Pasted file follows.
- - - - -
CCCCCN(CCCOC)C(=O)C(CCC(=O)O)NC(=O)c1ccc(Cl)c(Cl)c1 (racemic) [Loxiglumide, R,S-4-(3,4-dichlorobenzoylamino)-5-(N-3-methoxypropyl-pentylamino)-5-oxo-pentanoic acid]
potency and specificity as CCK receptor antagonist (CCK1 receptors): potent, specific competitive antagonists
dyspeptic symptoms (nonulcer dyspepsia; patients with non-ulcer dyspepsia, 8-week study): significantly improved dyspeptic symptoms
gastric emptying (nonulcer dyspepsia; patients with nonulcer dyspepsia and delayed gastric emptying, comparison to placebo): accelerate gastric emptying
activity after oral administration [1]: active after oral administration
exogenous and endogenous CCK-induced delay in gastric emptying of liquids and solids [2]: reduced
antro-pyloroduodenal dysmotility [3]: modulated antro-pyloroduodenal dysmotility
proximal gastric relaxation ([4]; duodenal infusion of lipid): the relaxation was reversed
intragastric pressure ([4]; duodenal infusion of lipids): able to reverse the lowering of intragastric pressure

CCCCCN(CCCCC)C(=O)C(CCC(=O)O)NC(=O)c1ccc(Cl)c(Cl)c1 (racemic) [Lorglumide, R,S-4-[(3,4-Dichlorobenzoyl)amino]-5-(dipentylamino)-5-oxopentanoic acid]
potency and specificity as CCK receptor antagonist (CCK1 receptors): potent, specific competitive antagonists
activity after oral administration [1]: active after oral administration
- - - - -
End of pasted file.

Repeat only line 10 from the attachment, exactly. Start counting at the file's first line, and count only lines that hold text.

CCCCCN(CCCCC)C(=O)C(CCC(=O)O)NC(=O)c1ccc(Cl)c(Cl)c1 (racemic) [Lorglumide, R,S-4-[(3,4-Dichlorobenzoyl)amino]-5-(dipentylamino)-5-oxopentanoic acid]